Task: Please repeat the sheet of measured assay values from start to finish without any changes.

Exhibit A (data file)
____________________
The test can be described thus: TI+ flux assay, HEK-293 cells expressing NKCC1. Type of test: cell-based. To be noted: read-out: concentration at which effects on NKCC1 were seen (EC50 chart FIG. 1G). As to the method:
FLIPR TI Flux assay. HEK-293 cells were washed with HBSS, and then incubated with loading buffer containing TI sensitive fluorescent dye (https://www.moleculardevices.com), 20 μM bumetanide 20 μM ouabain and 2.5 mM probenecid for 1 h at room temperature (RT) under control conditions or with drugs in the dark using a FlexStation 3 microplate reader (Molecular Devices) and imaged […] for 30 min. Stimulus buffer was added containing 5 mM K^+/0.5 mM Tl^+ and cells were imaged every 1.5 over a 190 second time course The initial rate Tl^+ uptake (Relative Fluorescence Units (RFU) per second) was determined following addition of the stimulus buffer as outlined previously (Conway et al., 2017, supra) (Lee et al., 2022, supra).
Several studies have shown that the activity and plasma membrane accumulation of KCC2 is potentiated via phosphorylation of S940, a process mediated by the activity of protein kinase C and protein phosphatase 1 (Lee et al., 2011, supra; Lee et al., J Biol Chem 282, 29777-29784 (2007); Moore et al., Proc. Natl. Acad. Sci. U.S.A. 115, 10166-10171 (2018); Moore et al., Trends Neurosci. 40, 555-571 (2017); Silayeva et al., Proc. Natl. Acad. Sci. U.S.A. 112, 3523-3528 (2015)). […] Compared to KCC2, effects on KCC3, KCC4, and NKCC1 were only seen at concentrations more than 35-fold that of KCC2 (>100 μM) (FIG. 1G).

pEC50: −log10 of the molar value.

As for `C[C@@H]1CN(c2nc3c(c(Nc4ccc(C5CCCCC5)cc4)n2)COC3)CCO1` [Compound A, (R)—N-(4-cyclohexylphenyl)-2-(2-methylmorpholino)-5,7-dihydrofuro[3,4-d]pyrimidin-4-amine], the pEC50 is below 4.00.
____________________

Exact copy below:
The test can be described thus: TI+ flux assay, HEK-293 cells expressing NKCC1. Type of test: cell-based. To be noted: read-out: concentration at which effects on NKCC1 were seen (EC50 chart FIG. 1G). As to the method:
FLIPR TI Flux assay. HEK-293 cells were washed with HBSS, and then incubated with loading buffer containing TI sensitive fluorescent dye (https://www.moleculardevices.com), 20 μM bumetanide 20 μM ouabain and 2.5 mM probenecid for 1 h at room temperature (RT) under control conditions or with drugs in the dark using a FlexStation 3 microplate reader (Molecular Devices) and imaged […] for 30 min. Stimulus buffer was added containing 5 mM K^+/0.5 mM Tl^+ and cells were imaged every 1.5 over a 190 second time course The initial rate Tl^+ uptake (Relative Fluorescence Units (RFU) per second) was determined following addition of the stimulus buffer as outlined previously (Conway et al., 2017, supra) (Lee et al., 2022, supra).
Several studies have shown that the activity and plasma membrane accumulation of KCC2 is potentiated via phosphorylation of S940, a process mediated by the activity of protein kinase C and protein phosphatase 1 (Lee et al., 2011, supra; Lee et al., J Biol Chem 282, 29777-29784 (2007); Moore et al., Proc. Natl. Acad. Sci. U.S.A. 115, 10166-10171 (2018); Moore et al., Trends Neurosci. 40, 555-571 (2017); Silayeva et al., Proc. Natl. Acad. Sci. U.S.A. 112, 3523-3528 (2015)). […] Compared to KCC2, effects on KCC3, KCC4, and NKCC1 were only seen at concentrations more than 35-fold that of KCC2 (>100 μM) (FIG. 1G).

pEC50: −log10 of the molar value.

As for `C[C@@H]1CN(c2nc3c(c(Nc4ccc(C5CCCCC5)cc4)n2)COC3)CCO1` [Compound A, (R)—N-(4-cyclohexylphenyl)-2-(2-methylmorpholino)-5,7-dihydrofuro[3,4-d]pyrimidin-4-amine], the pEC50 is below 4.00.